Home Usability Problems

Most houses and apartments were not built for people with disabilities. Many homes have steps at the front entrance that make it difficult for someone who has trouble walking to get in. Similarly, round door knobs can make it difficult to come and go freely for a person who can’t grab and turn them. These are just some examples, your needs may be different.

Feeling frustrated, unsafe, or dependent on others in your home can affect your whole life. Think about how much energy it takes you to get ready for your day. If bathing and dressing are exhausting, it may be because your home environment doesn’t suit your needs.For example, do certain rooms in your home (such as your kitchen) make you feel frustrated or unsafe? Are there problems in your home that make living difficult?

If you know that you want to work on your home’s usability but are unsure where to start take this quick quiz. There are no right or wrong answers to these questions! Rather, the results will help you pin point where you may have home usability problems. Your answers may help you identify your needs and make choices.

Here is a version of these questions that is screen reader accessible.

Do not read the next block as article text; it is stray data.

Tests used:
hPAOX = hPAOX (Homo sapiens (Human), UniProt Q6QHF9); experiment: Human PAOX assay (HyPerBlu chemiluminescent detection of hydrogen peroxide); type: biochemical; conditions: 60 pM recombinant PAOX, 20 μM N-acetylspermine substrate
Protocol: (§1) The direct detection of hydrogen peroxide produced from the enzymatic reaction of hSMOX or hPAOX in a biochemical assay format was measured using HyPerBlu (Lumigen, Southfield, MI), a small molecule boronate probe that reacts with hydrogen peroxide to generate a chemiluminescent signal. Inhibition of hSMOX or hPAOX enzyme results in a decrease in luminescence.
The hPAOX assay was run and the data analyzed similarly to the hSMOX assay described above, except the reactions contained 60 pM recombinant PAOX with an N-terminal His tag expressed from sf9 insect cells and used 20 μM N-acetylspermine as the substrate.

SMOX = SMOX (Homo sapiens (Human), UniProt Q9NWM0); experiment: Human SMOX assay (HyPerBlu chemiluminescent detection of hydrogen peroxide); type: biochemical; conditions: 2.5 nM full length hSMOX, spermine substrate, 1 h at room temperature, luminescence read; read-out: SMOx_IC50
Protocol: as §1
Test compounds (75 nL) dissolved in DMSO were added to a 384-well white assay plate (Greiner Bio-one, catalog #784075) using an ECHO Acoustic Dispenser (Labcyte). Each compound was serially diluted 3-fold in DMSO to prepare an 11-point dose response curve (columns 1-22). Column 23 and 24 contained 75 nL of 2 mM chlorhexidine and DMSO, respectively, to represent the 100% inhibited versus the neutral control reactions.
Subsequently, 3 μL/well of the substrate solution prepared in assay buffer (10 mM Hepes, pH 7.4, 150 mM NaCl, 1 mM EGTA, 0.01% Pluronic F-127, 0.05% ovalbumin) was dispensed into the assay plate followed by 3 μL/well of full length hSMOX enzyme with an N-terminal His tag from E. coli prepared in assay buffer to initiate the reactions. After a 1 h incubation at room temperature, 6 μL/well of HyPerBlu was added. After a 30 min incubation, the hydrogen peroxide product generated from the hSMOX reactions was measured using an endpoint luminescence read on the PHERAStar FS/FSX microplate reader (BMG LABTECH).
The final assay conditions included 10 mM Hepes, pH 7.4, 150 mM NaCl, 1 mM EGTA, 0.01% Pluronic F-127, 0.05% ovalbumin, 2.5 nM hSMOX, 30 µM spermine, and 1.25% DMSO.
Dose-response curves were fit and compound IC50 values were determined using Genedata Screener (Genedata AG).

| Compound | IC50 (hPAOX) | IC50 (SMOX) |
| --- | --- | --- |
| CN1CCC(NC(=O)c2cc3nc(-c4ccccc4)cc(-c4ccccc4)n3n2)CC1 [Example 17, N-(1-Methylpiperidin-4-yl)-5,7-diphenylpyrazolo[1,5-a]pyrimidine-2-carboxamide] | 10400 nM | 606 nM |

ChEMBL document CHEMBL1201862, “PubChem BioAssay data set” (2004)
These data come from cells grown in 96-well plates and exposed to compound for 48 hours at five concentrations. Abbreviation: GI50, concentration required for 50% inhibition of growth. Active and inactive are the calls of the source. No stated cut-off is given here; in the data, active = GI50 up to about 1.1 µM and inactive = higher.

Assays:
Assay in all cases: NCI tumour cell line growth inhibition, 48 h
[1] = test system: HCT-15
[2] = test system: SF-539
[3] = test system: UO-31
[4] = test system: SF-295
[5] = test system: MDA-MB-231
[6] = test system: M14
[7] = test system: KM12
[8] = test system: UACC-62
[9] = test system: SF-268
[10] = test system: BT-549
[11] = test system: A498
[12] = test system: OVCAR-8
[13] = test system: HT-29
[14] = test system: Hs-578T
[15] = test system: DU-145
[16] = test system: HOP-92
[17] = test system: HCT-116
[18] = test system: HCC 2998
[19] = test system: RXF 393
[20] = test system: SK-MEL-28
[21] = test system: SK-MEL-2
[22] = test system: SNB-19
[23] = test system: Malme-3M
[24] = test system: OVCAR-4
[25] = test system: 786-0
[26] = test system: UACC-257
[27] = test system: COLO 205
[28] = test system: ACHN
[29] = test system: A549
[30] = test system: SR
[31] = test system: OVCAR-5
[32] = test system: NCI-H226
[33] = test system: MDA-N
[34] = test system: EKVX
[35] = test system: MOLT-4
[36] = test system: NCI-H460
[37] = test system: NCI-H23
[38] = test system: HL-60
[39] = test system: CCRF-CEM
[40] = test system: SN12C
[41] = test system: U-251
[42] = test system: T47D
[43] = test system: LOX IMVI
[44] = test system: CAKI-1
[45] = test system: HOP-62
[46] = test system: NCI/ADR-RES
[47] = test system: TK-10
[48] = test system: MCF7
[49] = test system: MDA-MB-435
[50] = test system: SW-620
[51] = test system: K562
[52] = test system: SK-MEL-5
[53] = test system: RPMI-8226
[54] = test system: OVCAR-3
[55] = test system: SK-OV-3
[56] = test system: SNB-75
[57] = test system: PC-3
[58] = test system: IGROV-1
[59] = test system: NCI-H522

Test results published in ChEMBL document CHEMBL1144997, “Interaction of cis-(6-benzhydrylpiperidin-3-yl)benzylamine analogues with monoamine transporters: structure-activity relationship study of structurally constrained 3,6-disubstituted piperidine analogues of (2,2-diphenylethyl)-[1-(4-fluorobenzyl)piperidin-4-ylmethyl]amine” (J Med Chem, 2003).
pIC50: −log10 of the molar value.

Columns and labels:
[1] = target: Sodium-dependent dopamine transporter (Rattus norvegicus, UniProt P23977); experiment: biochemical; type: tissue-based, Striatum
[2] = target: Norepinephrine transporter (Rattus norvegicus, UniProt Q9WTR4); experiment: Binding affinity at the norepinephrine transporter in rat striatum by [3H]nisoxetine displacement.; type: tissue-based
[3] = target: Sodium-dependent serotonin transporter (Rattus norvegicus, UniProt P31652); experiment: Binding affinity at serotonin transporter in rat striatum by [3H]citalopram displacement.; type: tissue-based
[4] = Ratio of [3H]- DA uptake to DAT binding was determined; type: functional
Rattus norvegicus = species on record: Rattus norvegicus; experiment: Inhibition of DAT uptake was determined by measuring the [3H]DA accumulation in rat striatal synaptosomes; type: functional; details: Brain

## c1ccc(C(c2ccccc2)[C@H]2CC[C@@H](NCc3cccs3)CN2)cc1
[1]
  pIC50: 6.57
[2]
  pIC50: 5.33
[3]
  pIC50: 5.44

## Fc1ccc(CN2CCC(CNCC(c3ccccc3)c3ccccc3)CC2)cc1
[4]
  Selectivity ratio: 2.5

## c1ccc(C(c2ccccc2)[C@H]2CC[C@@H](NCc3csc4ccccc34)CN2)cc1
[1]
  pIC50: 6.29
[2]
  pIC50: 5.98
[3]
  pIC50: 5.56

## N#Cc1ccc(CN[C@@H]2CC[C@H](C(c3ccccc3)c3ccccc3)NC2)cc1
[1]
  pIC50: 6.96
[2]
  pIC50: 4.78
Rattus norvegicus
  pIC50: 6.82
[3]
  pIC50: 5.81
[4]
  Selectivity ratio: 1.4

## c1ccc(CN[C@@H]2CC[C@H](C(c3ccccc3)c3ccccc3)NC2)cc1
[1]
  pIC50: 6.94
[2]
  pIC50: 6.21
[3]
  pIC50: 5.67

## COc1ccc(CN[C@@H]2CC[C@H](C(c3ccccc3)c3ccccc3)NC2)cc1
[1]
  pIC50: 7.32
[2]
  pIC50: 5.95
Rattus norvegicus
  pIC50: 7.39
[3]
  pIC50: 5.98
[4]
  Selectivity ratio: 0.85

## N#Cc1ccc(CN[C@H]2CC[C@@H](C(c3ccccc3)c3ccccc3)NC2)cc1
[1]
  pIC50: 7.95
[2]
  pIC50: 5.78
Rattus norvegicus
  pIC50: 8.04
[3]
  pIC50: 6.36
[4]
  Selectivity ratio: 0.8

Resources to help identify home usability problems


Professional resources

  • If you aren’t already working with a Center for Independent Living now is a great time to reach out! An independent living specialist at the CIL in your community can help connect you with other resources to support your home usability needs.
  • State Assistive Technology programs also have specialist that can help you identify what types of equipment you may need and can often help you purchase or rent what you need.
  • Occupational and Physical therapists: Occupational and Physical therapists (OT/PTs) spend a lot of time working with people within their homes. Their insight could be valuable for providing options for solving home usability problems. Check with your insurance or talk to your doctor to see if you are covered for a home assessment.